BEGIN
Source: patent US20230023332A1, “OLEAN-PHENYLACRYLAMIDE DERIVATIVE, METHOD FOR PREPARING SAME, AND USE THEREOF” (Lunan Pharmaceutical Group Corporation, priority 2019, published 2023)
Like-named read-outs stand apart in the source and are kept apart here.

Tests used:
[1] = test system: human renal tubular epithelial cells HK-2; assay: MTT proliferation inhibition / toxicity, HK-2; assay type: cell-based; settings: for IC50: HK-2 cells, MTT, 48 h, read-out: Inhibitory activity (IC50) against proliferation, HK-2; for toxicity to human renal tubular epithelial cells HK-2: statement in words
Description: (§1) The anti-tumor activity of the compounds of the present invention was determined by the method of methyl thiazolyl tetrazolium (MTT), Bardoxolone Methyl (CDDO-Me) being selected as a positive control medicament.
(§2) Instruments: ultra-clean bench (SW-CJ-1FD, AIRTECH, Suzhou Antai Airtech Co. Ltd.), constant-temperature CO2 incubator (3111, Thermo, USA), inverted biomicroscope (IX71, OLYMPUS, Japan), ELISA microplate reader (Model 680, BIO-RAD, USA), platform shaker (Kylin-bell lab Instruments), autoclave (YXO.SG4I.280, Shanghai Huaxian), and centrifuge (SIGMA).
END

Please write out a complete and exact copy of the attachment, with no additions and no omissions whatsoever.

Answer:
Source: patent US20230023332A1, “OLEAN-PHENYLACRYLAMIDE DERIVATIVE, METHOD FOR PREPARING SAME, AND USE THEREOF” (Lunan Pharmaceutical Group Corporation, priority 2019, published 2023)
Like-named read-outs stand apart in the source and are kept apart here.

Tests used:
[1] = test system: human renal tubular epithelial cells HK-2; assay: MTT proliferation inhibition / toxicity, HK-2; assay type: cell-based; settings: for IC50: HK-2 cells, MTT, 48 h, read-out: Inhibitory activity (IC50) against proliferation, HK-2; for toxicity to human renal tubular epithelial cells HK-2: statement in words
Description: (§1) The anti-tumor activity of the compounds of the present invention was determined by the method of methyl thiazolyl tetrazolium (MTT), Bardoxolone Methyl (CDDO-Me) being selected as a positive control medicament.
(§2) Instruments: ultra-clean bench (SW-CJ-1FD, AIRTECH, Suzhou Antai Airtech Co. Ltd.), constant-temperature CO2 incubator (3111, Thermo, USA), inverted biomicroscope (IX71, OLYMPUS, Japan), ELISA microplate reader (Model 680, BIO-RAD, USA), platform shaker (Kylin-bell lab Instruments), autoclave (YXO.SG4I.280, Shanghai Huaxian), and centrifuge (SIGMA).